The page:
Q: What about other areas like Robotics? Is it hard to train machines to move and balance things ?
Le: Yes, its hard. My friend at Berkeley University in Silicon valley used DNNs to train a robotic arm to grasp objects – move back and forth and stuff like that. He had some early success. I’d say this field is a good investment, but a long term one.
Hard to speculate how big a range of other activities DNN can be used for, but healthcare for one will greatly benefit from AI. Also, Smart Transportation. Right now, human drivers still cause accidents. But if an AI can help it recognize objects, routes and threats, it can help drive better.
Q: How can AI be used to revolutionize healthcare? Can you explain ?
Le: An example is medical diagnosis. For example, in my home country, Vietnam, I never had access to a good doctor in my youth. But now, we can train AIs to take over the task of a good doctor, or help doctors. I imagine it can be an algorithm on the phone, for an example, though we don’t have one like it yet. Your phone could be used to monitor your body status in terms of measurable quantities – your temperature, heart beat, pulse, weight, color of skin etc. Then, an AI could use this data to diagnose that maybe you have a a particular sickness or condition, a cold or a flu or some skin disease.
For this, the AI must be trained to learn from the best experience and based on previous labelled records. These labelled records would involve cases where a human doctor examined the data and classified it into some diagnosis – `these symptoms mean the patient has a cold’, `this indicates so-and-so disease’, etc. The AI can learn to do the same from these records.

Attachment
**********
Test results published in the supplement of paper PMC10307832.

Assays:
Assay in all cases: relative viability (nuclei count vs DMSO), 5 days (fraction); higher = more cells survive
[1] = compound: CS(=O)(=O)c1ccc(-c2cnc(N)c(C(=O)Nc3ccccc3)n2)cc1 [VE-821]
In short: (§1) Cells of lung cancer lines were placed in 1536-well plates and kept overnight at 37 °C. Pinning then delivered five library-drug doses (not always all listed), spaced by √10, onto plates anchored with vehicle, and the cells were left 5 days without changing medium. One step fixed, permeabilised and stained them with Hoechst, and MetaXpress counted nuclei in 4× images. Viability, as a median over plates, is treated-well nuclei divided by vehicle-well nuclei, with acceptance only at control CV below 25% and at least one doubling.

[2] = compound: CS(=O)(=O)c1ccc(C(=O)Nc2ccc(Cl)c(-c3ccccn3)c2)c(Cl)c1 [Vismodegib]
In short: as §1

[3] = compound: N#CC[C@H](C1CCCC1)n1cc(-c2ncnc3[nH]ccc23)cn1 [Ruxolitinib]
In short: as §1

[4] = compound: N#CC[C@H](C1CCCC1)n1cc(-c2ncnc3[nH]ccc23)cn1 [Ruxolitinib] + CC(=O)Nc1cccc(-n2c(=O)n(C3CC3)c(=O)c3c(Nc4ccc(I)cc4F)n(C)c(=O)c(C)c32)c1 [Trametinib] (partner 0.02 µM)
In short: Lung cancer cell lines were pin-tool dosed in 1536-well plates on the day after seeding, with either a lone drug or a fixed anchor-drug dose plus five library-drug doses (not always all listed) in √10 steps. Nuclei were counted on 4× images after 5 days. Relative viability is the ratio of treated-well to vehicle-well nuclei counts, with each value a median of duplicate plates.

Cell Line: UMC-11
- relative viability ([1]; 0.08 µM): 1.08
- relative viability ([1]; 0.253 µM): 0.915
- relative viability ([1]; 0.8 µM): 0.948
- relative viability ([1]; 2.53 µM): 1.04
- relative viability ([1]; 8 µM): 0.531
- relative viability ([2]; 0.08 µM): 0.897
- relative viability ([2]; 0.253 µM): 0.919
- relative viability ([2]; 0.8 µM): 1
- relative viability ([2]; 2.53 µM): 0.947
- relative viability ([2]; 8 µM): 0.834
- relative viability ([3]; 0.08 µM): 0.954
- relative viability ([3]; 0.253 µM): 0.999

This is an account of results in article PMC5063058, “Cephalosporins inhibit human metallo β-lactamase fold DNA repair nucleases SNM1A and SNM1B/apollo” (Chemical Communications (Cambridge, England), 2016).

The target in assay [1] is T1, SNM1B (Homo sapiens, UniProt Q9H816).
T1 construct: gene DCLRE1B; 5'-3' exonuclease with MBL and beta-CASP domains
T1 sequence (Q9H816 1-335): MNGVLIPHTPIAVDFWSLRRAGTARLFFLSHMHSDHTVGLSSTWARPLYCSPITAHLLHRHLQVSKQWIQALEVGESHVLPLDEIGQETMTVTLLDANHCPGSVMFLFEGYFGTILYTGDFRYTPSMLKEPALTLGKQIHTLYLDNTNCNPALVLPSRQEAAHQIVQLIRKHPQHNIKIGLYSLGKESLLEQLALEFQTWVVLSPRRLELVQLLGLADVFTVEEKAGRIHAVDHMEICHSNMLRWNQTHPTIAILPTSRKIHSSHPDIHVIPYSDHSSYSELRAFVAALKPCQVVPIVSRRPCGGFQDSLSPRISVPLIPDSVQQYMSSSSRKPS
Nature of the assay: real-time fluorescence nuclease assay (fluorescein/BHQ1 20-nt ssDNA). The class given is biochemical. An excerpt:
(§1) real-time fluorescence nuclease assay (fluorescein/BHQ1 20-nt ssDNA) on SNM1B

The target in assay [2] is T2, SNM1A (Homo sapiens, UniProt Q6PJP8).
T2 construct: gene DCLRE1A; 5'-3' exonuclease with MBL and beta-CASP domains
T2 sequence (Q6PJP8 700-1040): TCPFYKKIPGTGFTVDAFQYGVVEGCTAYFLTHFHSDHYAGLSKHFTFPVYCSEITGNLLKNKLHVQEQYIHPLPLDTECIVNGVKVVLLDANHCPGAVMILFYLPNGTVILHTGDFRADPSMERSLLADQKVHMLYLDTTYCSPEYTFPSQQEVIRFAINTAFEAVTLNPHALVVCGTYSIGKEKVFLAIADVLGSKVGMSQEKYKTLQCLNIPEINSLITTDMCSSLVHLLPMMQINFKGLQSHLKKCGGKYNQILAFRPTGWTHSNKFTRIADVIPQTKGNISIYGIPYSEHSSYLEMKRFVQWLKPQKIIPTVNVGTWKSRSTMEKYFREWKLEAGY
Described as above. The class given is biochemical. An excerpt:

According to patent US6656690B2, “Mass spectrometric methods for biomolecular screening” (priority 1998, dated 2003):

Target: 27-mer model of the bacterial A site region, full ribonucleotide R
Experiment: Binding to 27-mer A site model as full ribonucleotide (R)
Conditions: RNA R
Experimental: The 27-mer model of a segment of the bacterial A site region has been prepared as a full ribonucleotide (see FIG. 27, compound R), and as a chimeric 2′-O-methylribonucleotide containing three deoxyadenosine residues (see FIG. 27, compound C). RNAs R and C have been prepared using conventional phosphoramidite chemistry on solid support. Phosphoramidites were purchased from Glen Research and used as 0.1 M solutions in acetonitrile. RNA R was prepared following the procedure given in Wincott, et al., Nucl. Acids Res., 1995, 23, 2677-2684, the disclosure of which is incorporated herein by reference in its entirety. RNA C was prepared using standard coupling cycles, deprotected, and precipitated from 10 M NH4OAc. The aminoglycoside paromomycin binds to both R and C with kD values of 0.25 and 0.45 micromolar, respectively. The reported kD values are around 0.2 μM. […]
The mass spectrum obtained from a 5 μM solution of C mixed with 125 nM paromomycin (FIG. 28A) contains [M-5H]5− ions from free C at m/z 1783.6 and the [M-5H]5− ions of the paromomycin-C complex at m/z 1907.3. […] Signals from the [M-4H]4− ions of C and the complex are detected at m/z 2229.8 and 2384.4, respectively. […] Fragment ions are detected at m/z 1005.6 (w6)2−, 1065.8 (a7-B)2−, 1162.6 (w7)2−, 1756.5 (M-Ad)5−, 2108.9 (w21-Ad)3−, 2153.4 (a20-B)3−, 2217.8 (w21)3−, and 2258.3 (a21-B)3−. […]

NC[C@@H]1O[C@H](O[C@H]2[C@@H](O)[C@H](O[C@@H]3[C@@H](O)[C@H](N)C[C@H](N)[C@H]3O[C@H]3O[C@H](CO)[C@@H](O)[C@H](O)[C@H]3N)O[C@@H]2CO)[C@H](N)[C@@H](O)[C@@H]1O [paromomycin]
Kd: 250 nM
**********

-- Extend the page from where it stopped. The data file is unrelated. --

As an extension, it would be great if we can do this using unlabeled data as well, which is called unsupervised training (More on unsupervised training in part two of this interview).
Q: What about cyber security ?
Le: Yes, many use AI for cyber security. However, being such a tough task, AIs cannot manage or take over cyber security fully by themselves yet. What companies currently do is to hire security experts, code up a bunch of decisions for security applications, and then use a small AI on top of it to select or enable decisions. As far as I know, that is the only work being done there, and that is not so much of AI. But that’s second hand knowledge, I’m not an expert on it.
Q: A more quirky question for you.
Technology has been progressing rapidly in the last decade. With the current advances we are having in synthetic biology, scientists are exploring how you may be able to grow everything in a lab. Coupling this with deep learning, in next 50 years or so do you think there’s a possibility we could do something like download our brain into a hard disk, transplant it, and continue to live on again ?
Le: Well, it’s not so easy. Not in the next 10 years I think, but I don’t know. The thing is, technologies face a lot of surprises in the course of their development. The rapid improvement in accuracy that was achieved by DNNs in image processing took us by surprise. After that, people anticipated similar progress in tasks like robots being able to collect objects, but now we are seeing that such a thing is still far away. So while DNNs have made breakthroughs in some areas, extrapolating the success likewise to other areas is non-trivial. We have to wait for the tech to catch up in other aspects.